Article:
One of the many ways sports and politics are alike is that the “expectations game” is central to both.

The incessant boasting and trash talk by the players makes great theater, but no difference in the outcome of any match or any election. Over time, however, critical masses of paying customers will start shifting their passions elsewhere if the advance histrionics and the eventual outcomes don’t occasionally match.

How Trump and Hill GOP Could Fill the Looming Legislative Void
Bipartisan deal to ease spending curbs would give Congress ways to seem productive

President Donald Trump and congressional Republican leaders may have to move relatively quickly to secure some serious help from the Democrats to avoid budgetary gridlock, Hawkings writes. (Scott Olson/Getty Images)

Forget the fake news folderol about another shutdown showdown at the end of next week, because just over the horizon looms the year’s really big fiscal morass. 

It’s highly likely that the first order of business when Congress comes back, keeping the bureaucracy humming for just five months, will prove to be the policymaking equivalent of an empty net goal.

Why McConnell Vowed to Preserve Minority’s Big Remaining Power
After going ‘nuclear’ for Gorsuch, legislative filibuster not endangered

Senate Majority Leader Mitch McConnell has accrued and sustained power in Washington for longer than three decades in part by being a man of his word, Hawkings writes. (Tom Williams/CQ Roll Call file photo)

Thursday’s showdown at the Capitol has been heralded by such melodramatic rhetoric — a miasma of transparent flip-flopping and brazen hypocrisy sullying virtually every senior senator, from both parties — that two genuinely meaningful consequences of the moment may be hard to appreciate.

The first is more obvious: The views of the political minority will never again matter when filling the confirmation-required government job with by far the biggest and longest-lasting impact on the lives of Americans.

How Devin Nunes Got Where He Is Today
Networking, not expertise, got him the Intel gavel so many now want to take away

California Rep. Devin Nunes is facing criticism for gridlocking the House Intelligence Committee at a potentially historic point in history. (Bill Clark/CQ Roll Call File Photo)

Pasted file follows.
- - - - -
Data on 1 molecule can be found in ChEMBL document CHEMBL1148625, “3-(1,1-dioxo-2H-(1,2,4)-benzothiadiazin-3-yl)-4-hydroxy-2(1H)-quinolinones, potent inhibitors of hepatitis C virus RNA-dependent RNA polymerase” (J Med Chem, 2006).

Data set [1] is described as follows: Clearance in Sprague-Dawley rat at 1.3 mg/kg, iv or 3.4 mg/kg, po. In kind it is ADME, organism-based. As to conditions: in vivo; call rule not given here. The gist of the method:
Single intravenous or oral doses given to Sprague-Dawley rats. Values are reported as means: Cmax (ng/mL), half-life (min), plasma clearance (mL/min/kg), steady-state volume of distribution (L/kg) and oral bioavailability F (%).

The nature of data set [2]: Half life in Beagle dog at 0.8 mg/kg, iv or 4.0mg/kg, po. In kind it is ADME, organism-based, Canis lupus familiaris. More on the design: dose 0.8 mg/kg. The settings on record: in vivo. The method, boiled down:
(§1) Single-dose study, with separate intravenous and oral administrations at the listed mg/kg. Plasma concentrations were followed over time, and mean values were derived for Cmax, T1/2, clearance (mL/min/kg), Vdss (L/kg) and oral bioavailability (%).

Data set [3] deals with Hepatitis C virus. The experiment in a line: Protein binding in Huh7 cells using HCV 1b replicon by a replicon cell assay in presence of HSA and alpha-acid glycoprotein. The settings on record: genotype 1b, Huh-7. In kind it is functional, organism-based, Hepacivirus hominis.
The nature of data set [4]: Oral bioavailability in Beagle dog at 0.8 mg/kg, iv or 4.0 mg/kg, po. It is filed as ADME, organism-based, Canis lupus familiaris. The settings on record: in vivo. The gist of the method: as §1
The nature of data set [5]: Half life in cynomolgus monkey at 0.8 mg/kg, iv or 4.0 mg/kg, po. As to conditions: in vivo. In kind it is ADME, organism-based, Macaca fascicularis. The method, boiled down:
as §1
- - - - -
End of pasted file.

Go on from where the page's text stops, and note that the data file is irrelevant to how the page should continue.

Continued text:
Any search for a single Republican capable of undermining not only his party’s efforts to project a modicum of independence from President Donald Trump, but also the House’s institutional standing in the world of global affairs oversight, would not normally focus on an alfalfa and dairy farmer turned congressman from California.

But such is the uniquely unsettled nature of Washington this spring that the open casting call for the most newly pilloried person at the Capitol this year is over after just 10 weeks, the role awarded by virtually unanimous consent to Devin Gerald Nunes.

GOP Gets a Second Shot at Governance Test
But as shutdown showdown looms, no signs of change in party factionalization

President Donald Trump and Congress soon face a partial government shutdown if they can’t work something out. (Bill Clark/CQ Roll Call)

The tax overhaul can wait, and it’s going to have to.

For the Republican government that so phenomenally flopped its first big attempt at policymaking, a much more basic test of governance looms in the next month — and another failure seems hardly a politically acceptable option.

Eight Is Enough: Trump’s Tough Search for Gorsuch Democrats
‘Deep red five’ and others targeted to vote to break coming SCOTUS filibuster

Supreme Court nominee Neil Gorsuch testifies on the second day of his Senate Judiciary Committee confirmation hearing on Capitol Hill. (Tom Williams/CQ Roll Call)

Donald Trump’s first quest for a Hard Eight began long before Neil Gorsuch’s two days as a Senate witness made it as easy as it’s ever going to be for the president to win his first big judicial bet. 

That’s still not going to be that easy.